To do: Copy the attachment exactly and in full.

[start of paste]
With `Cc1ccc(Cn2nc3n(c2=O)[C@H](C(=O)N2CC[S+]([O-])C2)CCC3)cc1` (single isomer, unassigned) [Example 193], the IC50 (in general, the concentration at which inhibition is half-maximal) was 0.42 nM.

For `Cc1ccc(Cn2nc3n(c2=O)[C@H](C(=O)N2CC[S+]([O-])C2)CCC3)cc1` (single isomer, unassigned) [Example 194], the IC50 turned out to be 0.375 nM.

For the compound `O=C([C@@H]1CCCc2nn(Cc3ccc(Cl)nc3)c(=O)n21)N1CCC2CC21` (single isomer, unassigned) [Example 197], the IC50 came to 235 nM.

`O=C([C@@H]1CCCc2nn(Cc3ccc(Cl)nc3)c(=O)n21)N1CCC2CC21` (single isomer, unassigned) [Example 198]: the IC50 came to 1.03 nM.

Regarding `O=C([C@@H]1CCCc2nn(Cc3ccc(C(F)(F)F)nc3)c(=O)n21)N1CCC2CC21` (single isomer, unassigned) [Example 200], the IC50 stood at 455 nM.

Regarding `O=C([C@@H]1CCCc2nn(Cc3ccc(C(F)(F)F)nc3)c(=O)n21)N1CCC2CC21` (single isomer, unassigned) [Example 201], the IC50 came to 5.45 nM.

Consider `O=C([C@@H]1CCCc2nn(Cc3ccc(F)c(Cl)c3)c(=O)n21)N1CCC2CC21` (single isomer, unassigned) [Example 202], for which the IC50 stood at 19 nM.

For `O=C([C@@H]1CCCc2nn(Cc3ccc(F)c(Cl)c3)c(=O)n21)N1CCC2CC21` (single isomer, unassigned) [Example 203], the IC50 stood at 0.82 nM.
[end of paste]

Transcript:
With `Cc1ccc(Cn2nc3n(c2=O)[C@H](C(=O)N2CC[S+]([O-])C2)CCC3)cc1` (single isomer, unassigned) [Example 193], the IC50 (in general, the concentration at which inhibition is half-maximal) was 0.42 nM.

For `Cc1ccc(Cn2nc3n(c2=O)[C@H](C(=O)N2CC[S+]([O-])C2)CCC3)cc1` (single isomer, unassigned) [Example 194], the IC50 turned out to be 0.375 nM.

For the compound `O=C([C@@H]1CCCc2nn(Cc3ccc(Cl)nc3)c(=O)n21)N1CCC2CC21` (single isomer, unassigned) [Example 197], the IC50 came to 235 nM.

`O=C([C@@H]1CCCc2nn(Cc3ccc(Cl)nc3)c(=O)n21)N1CCC2CC21` (single isomer, unassigned) [Example 198]: the IC50 came to 1.03 nM.

Regarding `O=C([C@@H]1CCCc2nn(Cc3ccc(C(F)(F)F)nc3)c(=O)n21)N1CCC2CC21` (single isomer, unassigned) [Example 200], the IC50 stood at 455 nM.

Regarding `O=C([C@@H]1CCCc2nn(Cc3ccc(C(F)(F)F)nc3)c(=O)n21)N1CCC2CC21` (single isomer, unassigned) [Example 201], the IC50 came to 5.45 nM.

Consider `O=C([C@@H]1CCCc2nn(Cc3ccc(F)c(Cl)c3)c(=O)n21)N1CCC2CC21` (single isomer, unassigned) [Example 202], for which the IC50 stood at 19 nM.

For `O=C([C@@H]1CCCc2nn(Cc3ccc(F)c(Cl)c3)c(=O)n21)N1CCC2CC21` (single isomer, unassigned) [Example 203], the IC50 stood at 0.82 nM.